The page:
Research article

Insectes Sociaux

, Volume 52, Issue 2, pp 155-162

First online:

Facultative sexual reproduction in the parthenogenetic ant Platythyrea punctata

  • A. HartmannAffiliated withDepartment of Biology I, Universität Regensburg Email author 
  • , J. WantiaAffiliated withDepartment of Biology I, Universität RegensburgDepartment of Information Technology, University of Zürich
  • , J. HeinzeAffiliated withDepartment of Biology I, Universität Regensburg

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Summary.

In a few, scattered species of social Hymenoptera, unmated workers are capable of producing female offspring from unfertilized eggs through thelytokous parthenogenesis. Regular thelytoky has previously been demonstrated in a number of populations of the neotropical ant Platythyrea punctata. Nevertheless, the finding of males and inseminated queens and workers suggested the sporadic occurrence of sex. In this study we investigated the genetic structure of colonies from Puerto Rico and Costa Rica in order to detect traces of occasional sexual reproduction. Most Puerto Rican colonies had a clonal structure with all nestmates sharing the same multilocus genotype, indicating that thelytoky is the predominant mode of reproduction. Genetic variability was detected in six of 18 colonies and might have arisen from adoption of alien workers in one colony and from the adoption of alien workers, recombination during parthenogenesis, or sexual reproduction in the other colonies. The reproductive of one of these latter colonies was found to be an inseminated worker (gamergate), and the genotypes of its nestmates definitively suggested recombination and sexual reproduction. Three gamergates were found in a single colony collected in Costa Rica, and all produced offspring from fertilized eggs, while uninseminated workers were apparently incapable of reproducing by thelytoky.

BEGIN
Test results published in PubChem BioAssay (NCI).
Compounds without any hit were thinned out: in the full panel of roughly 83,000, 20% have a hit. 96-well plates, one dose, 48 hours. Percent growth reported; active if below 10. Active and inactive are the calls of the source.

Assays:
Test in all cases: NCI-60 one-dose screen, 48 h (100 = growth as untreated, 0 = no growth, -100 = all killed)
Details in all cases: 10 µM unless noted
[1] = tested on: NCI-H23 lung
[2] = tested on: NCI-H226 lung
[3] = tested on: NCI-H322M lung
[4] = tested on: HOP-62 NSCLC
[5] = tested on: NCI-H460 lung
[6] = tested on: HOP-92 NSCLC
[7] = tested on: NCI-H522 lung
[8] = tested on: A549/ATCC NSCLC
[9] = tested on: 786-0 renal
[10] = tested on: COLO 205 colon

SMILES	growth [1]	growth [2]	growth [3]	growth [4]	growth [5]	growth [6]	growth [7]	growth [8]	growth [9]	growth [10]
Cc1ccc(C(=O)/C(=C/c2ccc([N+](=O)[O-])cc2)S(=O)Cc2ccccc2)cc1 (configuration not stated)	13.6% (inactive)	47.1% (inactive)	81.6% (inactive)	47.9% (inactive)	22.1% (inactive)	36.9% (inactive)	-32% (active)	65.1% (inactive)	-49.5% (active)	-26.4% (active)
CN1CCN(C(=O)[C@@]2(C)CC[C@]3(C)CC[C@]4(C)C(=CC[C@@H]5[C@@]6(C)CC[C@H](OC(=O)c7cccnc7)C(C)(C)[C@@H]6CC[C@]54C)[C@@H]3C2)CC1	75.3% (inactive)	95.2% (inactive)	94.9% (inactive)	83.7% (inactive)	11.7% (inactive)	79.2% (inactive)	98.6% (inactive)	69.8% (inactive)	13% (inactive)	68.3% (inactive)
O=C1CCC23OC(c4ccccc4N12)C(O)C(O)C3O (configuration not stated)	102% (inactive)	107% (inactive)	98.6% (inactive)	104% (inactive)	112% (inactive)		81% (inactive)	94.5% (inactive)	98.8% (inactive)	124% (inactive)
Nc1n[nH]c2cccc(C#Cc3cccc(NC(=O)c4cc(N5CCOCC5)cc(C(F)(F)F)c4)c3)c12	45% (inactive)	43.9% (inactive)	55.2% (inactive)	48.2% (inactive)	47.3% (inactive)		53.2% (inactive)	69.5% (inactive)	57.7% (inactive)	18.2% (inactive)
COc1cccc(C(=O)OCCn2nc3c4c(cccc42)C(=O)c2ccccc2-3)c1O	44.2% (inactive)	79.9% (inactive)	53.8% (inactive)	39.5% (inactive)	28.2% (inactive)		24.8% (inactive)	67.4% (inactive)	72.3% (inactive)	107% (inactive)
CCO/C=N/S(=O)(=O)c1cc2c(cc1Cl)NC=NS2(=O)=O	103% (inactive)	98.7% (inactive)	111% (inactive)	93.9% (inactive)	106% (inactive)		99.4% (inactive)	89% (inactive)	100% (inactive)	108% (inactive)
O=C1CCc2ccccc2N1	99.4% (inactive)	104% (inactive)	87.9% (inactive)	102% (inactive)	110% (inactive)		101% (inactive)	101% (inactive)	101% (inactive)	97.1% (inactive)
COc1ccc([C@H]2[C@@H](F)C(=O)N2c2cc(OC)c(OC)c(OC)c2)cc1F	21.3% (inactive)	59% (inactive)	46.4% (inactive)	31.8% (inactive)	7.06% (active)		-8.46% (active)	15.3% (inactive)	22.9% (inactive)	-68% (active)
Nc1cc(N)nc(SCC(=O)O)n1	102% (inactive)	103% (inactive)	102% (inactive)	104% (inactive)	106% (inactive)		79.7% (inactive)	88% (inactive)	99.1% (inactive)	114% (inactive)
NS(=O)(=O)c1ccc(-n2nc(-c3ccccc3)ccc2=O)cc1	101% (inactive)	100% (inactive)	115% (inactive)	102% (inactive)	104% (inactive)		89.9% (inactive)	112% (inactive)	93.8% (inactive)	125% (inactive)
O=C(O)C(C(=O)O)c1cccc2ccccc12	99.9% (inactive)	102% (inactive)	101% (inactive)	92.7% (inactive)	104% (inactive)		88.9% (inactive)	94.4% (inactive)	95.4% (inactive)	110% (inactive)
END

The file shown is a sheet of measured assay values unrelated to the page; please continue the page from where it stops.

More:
Key words.

Platythyrea thelytoky facultative parthenogenesis population structure gamergate